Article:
Every tax season a similar problem crops up. If you are currently in a bankruptcy, don’t spend your tax refund before talking to your lawyer! Otherwise the court may deny or revoke your discharge. That is a double-whammy — you’ll have a bankruptcy on your credit report but not wipe out the debts!
An appeals panel reaffirmed this basic principle. An Iowa man had filed Chapter 7. The bankruptcy trustee advised him at the meeting of creditors hearing that he should not spend his coming tax refund until the trustee had a chance to determine if some or all of it should be paid to creditors. He also warned not to spend it even if the court granted a discharge in the meantime. To top it off, he gave out a memo that specifically repeated these directions.
Like watching a train wreck in slow-motion, you know what happened next. The debtor received his discharge and then his tax refund. Predictably enough, he spent it. But, as we’ve said here before, the discharge doesn’t close the case. He said he thought the discharge order meant that the trustee did not want the refund anymore and said he didn’t read the written notice he was handed. Oops!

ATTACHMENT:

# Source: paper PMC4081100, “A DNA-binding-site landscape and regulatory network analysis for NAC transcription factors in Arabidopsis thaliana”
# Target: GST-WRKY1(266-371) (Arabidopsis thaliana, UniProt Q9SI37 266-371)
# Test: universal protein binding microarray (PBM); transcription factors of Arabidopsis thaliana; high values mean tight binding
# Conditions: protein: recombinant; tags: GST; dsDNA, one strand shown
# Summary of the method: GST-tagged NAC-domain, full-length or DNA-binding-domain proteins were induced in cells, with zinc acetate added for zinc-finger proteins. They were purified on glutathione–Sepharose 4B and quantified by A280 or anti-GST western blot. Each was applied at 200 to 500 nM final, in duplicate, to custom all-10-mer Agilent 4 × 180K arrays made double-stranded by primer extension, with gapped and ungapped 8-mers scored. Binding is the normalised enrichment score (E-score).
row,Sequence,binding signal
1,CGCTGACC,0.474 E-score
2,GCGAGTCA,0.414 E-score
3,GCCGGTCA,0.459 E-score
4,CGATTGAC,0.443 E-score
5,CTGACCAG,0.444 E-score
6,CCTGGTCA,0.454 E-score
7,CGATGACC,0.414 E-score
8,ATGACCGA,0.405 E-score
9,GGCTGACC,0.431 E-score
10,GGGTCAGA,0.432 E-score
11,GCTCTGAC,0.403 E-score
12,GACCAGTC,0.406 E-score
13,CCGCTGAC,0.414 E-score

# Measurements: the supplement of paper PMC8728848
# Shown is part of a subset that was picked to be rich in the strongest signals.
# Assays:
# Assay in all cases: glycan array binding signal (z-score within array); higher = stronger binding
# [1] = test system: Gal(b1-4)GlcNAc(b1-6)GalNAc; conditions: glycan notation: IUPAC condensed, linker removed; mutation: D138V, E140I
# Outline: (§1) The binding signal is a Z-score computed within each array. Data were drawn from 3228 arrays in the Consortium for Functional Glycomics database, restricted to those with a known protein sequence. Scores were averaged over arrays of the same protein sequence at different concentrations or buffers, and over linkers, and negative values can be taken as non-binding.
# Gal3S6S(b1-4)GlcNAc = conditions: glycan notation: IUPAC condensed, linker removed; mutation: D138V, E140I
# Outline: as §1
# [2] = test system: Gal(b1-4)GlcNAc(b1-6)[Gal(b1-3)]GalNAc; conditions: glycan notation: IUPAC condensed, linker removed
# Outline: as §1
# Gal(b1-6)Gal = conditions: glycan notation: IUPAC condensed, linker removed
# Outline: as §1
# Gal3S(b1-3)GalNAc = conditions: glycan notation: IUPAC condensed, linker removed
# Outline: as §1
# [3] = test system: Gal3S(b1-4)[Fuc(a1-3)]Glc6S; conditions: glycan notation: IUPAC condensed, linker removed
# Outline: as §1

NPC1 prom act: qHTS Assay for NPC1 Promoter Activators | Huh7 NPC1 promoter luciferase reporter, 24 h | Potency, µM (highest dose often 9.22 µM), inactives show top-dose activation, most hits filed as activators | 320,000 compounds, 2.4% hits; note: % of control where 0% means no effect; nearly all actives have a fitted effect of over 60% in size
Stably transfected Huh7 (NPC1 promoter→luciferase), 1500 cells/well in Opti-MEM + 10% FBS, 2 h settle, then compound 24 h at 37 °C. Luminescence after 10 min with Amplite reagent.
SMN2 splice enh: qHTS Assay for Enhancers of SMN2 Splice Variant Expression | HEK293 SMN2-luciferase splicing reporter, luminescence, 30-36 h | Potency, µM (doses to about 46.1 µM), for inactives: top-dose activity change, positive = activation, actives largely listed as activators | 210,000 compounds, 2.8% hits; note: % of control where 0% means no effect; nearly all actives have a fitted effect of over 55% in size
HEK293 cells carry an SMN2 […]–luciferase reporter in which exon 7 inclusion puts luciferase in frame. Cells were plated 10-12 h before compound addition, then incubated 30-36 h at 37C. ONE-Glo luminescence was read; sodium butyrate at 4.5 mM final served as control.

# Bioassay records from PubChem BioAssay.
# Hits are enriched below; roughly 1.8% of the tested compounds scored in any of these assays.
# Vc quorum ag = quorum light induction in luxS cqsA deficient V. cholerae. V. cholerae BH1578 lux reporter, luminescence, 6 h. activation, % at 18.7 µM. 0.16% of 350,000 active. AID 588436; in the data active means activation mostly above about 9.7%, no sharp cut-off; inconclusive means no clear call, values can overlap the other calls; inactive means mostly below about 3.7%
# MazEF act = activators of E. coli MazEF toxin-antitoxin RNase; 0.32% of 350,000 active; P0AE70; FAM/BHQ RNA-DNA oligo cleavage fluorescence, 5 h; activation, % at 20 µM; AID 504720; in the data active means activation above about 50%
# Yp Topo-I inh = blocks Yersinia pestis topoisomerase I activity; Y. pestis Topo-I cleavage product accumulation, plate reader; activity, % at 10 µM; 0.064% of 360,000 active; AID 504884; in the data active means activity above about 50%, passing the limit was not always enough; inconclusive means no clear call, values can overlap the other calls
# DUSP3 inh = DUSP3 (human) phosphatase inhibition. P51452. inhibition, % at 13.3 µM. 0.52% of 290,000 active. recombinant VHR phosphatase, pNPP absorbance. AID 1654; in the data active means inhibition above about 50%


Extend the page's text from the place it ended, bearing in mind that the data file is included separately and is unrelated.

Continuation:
The bankruptcy court found that he had been given plenty of warning so that he knew or should have known not to spend the refund. It revoked his discharge for failing to turn over property of the bankruptcy estate to the trustee. The BAP affirmed that decision.
Now here’s the kicker: The amount of money at issue was only $1,556.11. So our poor guy in Iowa lost his ability to wipe out his debt — no doubt several times as much — over less than $2,000. It just doesn’t pay to ignore the little things in bankruptcy court.
Photo Credit: Library of Congress
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Last modified: May 23, 2013